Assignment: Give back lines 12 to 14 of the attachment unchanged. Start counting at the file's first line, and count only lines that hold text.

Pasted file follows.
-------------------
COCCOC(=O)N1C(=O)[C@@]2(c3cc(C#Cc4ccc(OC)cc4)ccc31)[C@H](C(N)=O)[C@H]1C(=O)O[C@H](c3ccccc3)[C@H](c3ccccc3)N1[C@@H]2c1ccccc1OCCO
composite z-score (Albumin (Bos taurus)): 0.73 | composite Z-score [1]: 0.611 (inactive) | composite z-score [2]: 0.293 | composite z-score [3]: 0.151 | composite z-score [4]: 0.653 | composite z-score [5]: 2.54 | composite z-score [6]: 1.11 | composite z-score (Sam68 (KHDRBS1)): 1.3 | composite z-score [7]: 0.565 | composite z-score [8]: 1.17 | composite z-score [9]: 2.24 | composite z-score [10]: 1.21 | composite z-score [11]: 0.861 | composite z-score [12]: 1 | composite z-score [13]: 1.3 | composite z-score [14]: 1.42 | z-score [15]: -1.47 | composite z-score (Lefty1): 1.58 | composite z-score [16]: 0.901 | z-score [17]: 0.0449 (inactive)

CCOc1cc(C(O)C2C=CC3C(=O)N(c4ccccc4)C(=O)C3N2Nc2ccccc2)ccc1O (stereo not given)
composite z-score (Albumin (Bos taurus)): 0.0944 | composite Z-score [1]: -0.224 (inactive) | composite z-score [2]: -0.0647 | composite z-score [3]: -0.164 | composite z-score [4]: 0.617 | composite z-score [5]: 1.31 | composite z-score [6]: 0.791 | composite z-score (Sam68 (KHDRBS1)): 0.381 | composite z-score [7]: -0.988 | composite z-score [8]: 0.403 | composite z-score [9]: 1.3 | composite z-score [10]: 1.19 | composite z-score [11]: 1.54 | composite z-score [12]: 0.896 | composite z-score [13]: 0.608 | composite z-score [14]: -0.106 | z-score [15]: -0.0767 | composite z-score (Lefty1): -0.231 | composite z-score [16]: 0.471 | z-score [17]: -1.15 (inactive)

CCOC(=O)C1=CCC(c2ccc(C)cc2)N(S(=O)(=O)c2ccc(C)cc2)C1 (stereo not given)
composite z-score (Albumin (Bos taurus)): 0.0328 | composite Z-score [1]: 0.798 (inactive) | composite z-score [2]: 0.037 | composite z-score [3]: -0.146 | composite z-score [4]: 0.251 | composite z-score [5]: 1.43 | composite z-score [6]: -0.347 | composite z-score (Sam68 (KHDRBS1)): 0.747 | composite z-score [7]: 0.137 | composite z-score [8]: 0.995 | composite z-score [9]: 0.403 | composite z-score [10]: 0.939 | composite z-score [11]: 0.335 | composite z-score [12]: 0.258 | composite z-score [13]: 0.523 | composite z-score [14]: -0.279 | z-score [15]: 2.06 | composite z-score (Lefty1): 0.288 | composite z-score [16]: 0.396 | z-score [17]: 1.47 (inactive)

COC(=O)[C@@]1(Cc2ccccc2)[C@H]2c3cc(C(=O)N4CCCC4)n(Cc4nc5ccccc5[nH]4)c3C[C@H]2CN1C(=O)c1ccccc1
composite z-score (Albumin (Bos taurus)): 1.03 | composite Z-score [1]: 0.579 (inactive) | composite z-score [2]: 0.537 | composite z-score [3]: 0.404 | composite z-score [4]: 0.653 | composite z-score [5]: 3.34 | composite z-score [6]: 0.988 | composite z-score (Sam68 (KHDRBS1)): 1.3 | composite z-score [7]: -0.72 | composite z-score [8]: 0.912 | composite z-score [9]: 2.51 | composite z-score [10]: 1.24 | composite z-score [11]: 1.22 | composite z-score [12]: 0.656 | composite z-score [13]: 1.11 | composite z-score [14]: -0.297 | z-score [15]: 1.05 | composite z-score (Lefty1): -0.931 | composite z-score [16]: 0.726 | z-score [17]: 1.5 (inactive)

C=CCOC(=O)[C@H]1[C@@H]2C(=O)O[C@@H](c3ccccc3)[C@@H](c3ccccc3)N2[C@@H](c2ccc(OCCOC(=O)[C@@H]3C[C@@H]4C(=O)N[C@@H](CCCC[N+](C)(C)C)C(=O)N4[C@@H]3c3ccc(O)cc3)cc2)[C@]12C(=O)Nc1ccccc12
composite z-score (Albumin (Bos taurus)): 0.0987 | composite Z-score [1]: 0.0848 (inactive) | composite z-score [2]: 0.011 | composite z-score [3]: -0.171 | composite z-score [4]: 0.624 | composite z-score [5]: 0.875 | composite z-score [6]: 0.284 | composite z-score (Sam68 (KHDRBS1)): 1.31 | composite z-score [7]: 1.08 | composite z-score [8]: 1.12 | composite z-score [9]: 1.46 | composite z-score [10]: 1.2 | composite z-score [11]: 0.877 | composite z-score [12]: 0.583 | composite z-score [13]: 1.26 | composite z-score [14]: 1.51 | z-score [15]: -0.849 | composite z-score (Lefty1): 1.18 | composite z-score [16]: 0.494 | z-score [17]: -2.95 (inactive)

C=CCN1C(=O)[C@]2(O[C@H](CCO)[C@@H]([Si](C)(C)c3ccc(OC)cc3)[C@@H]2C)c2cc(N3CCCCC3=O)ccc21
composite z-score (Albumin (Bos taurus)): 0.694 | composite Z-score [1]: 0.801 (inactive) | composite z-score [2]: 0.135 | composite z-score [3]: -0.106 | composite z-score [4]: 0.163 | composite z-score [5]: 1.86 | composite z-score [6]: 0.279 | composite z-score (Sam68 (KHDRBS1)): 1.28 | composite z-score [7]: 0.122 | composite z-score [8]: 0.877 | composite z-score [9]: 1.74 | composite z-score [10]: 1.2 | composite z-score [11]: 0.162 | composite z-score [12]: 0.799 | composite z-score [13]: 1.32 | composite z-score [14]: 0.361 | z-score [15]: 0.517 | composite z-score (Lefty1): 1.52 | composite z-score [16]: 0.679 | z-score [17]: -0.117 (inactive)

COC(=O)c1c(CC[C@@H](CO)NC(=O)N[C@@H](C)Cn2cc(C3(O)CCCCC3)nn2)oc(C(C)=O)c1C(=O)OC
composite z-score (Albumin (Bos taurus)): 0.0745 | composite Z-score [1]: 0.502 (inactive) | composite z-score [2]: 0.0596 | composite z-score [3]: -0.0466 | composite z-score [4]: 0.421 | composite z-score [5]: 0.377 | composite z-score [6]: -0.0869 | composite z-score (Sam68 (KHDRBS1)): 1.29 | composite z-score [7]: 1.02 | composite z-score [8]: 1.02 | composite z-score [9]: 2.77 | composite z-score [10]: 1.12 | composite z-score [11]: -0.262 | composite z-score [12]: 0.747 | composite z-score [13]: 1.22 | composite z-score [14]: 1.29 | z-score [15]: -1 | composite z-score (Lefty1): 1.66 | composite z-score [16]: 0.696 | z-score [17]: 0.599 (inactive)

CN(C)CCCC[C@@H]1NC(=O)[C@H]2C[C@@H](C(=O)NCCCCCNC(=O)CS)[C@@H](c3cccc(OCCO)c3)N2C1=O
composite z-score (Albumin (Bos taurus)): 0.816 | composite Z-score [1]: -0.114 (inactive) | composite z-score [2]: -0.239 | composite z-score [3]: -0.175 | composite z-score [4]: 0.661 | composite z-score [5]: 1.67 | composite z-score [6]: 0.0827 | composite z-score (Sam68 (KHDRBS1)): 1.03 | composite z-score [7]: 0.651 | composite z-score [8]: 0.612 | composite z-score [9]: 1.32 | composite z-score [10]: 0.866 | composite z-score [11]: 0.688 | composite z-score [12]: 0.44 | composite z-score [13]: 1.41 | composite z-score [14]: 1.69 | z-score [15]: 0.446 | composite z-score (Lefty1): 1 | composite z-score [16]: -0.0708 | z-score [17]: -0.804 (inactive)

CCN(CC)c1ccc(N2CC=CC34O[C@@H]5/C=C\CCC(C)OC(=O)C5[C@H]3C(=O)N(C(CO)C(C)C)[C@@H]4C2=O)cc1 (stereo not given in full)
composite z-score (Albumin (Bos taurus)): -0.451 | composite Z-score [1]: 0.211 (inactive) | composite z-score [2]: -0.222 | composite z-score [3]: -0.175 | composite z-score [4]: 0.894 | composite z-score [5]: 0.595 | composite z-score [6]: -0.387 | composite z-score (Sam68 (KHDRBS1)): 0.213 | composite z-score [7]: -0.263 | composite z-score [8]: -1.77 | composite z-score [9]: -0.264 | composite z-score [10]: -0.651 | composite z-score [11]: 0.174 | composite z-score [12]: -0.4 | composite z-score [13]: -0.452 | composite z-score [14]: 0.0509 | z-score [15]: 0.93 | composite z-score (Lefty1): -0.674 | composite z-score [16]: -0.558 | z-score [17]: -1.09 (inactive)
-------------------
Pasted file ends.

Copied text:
composite z-score (Albumin (Bos taurus)): 0.694 | composite Z-score [1]: 0.801 (inactive) | composite z-score [2]: 0.135 | composite z-score [3]: -0.106 | composite z-score [4]: 0.163 | composite z-score [5]: 1.86 | composite z-score [6]: 0.279 | composite z-score (Sam68 (KHDRBS1)): 1.28 | composite z-score [7]: 0.122 | composite z-score [8]: 0.877 | composite z-score [9]: 1.74 | composite z-score [10]: 1.2 | composite z-score [11]: 0.162 | composite z-score [12]: 0.799 | composite z-score [13]: 1.32 | composite z-score [14]: 0.361 | z-score [15]: 0.517 | composite z-score (Lefty1): 1.52 | composite z-score [16]: 0.679 | z-score [17]: -0.117 (inactive)

COC(=O)c1c(CC[C@@H](CO)NC(=O)N[C@@H](C)Cn2cc(C3(O)CCCCC3)nn2)oc(C(C)=O)c1C(=O)OC
composite z-score (Albumin (Bos taurus)): 0.0745 | composite Z-score [1]: 0.502 (inactive) | composite z-score [2]: 0.0596 | composite z-score [3]: -0.0466 | composite z-score [4]: 0.421 | composite z-score [5]: 0.377 | composite z-score [6]: -0.0869 | composite z-score (Sam68 (KHDRBS1)): 1.29 | composite z-score [7]: 1.02 | composite z-score [8]: 1.02 | composite z-score [9]: 2.77 | composite z-score [10]: 1.12 | composite z-score [11]: -0.262 | composite z-score [12]: 0.747 | composite z-score [13]: 1.22 | composite z-score [14]: 1.29 | z-score [15]: -1 | composite z-score (Lefty1): 1.66 | composite z-score [16]: 0.696 | z-score [17]: 0.599 (inactive)